Often I receive review copies in the mail of upcoming releases, and there’s some entertainment value in opening the mailer and discovering what’s inside. As you might imagine, they’re not all masterpieces—but occasionally you end up with some nice surprises. Yesterday something showed up called Hipshakers, Vol. 3: Just a Little Bit of the Jumpin’ Bean. While the title didn’t give it away, I could tell by the 45 labels plastered across the cover that it was a King Records compilation (more accurately, King Records and its subsidiary Federal).
That’s the third compilation in a series devoted to songs released on a Cincinnati label whose depth of talent was remarkable. This Hipshakers includes some of the better-known artists— Little Willie John and Freddy King, for instance—as well as a bunch of names that, for me, were either less familiar or totally unfamiliar.
For me, that’s much of the fun of the compilation—tuning into artists whose output was sometimes limited to a handful of singles (or in some cases one). People like Tiny Topsy, a female singer who belts out “Just a Little Bit” like it was nobody’s business. Or El Pauling and the Royalton, a 5 Royales spinoff; their “Solid Rock” has a mean guitar lick and is a much an early rocker as it as an R&B dancer.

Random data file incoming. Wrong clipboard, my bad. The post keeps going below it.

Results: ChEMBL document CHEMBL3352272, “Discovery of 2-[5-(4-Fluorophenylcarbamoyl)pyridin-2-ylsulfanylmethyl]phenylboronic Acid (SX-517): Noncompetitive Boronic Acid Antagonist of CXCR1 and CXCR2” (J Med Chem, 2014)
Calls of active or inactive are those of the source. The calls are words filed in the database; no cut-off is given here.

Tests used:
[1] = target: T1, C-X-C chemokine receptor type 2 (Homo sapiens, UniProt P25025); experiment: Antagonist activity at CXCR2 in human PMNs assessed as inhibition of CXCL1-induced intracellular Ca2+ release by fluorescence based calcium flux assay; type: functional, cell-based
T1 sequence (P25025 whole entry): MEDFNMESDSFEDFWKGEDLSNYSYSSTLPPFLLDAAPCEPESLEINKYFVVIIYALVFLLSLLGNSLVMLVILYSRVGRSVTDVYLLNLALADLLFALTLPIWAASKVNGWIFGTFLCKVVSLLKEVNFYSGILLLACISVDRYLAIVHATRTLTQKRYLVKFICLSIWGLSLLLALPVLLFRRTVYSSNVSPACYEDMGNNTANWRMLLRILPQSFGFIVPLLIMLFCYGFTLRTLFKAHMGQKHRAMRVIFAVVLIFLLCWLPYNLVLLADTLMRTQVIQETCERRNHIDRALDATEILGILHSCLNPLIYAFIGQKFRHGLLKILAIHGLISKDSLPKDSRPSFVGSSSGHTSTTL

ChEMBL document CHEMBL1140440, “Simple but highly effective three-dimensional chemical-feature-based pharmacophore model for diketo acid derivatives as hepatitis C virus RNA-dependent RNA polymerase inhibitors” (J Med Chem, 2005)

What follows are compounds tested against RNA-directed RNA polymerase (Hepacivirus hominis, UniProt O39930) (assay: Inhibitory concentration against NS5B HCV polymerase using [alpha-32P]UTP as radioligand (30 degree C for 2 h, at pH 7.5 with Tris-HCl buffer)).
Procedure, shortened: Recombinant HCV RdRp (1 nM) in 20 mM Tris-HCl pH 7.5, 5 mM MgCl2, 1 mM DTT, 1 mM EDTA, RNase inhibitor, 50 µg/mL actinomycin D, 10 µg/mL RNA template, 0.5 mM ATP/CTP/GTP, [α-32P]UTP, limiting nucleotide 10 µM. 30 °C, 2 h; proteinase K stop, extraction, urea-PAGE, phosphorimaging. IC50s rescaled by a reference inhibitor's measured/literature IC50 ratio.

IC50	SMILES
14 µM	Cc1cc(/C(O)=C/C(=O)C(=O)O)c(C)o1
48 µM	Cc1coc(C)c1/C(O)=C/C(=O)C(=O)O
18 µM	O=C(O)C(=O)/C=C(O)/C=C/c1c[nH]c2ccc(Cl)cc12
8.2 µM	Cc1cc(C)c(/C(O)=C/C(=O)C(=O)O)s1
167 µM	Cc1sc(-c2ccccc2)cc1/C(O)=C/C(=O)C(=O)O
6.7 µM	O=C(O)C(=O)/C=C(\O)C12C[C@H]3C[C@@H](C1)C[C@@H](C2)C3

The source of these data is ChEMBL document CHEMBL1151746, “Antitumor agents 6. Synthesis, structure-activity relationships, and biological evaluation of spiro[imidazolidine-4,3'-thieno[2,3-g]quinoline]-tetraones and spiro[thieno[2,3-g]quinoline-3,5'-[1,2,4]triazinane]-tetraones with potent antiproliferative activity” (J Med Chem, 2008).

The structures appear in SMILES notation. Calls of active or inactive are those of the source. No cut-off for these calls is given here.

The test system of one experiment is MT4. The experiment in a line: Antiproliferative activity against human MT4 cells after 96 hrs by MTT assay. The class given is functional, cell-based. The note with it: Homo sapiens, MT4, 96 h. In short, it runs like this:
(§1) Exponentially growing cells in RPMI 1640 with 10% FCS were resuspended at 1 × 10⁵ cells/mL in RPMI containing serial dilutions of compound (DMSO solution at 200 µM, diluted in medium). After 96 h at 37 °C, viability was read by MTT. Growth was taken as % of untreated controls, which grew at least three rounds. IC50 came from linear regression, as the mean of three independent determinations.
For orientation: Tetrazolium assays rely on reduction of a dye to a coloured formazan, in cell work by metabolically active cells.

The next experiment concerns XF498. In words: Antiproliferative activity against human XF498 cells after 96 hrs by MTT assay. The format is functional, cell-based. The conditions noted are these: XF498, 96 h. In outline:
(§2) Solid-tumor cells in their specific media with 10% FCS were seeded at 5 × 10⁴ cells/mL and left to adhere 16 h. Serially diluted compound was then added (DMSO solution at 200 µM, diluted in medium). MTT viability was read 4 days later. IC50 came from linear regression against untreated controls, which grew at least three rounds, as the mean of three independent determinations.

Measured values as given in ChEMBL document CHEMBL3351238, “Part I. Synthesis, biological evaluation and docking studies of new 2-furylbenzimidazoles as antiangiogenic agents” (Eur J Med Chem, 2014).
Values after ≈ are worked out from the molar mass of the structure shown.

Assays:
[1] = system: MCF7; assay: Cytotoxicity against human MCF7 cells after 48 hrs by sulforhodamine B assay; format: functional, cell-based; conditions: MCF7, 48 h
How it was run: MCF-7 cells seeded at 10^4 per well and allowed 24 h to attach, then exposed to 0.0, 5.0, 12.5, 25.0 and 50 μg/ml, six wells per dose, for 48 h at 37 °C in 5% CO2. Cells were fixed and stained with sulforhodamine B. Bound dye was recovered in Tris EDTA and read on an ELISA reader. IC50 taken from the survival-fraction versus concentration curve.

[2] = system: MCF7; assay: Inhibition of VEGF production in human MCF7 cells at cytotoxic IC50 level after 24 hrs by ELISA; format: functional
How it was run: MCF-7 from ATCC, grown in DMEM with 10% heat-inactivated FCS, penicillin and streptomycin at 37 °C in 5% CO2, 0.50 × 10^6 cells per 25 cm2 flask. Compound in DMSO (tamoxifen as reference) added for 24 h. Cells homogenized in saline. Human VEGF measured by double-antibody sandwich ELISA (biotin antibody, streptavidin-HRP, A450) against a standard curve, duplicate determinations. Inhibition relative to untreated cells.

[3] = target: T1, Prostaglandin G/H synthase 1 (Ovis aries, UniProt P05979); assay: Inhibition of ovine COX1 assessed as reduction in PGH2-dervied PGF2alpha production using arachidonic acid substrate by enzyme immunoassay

Listening to this compilation, I keep thinking, these people passed through this city, performed here, recorded here, and some of them lived here. Much of my time recently has been spent talking to and reading about musicians who were active locally at that time, and the message that keep getting repeated is what a vibrant music scene we had at that time, with clubs everywhere and musical talent on a level that a town of this size didn’t deserve.
What’s intriguing about this collection is that it’s not from Cincinnati or Ohio or for that matter anywhere in the US; it’s a label from Madrid, Spain called Vampisoul. Per their Facebook page, “Starting in 2002, Vampisoul is now established as one of the hippest and most respected reissue labels on the planet. New Orleans funk, deep southern R&B, East Harlem boogaloo, Cuban jam sessions, exotic soundtracks, tail-shaking soul, trippy tropical sounds, Peruvian groovers, West African highlife, East European jazz, Nigerian Afrobeat.” They have a very colorful website devoted to all kinds of great sounds. Check it out and see who’s on all three Hipshaker compilations; you can buy it on Amazon as a CD – or on vinyl, as a 45 box.
Here’s a cut from the compilation, “Dry Bones Twist” by The Drivers: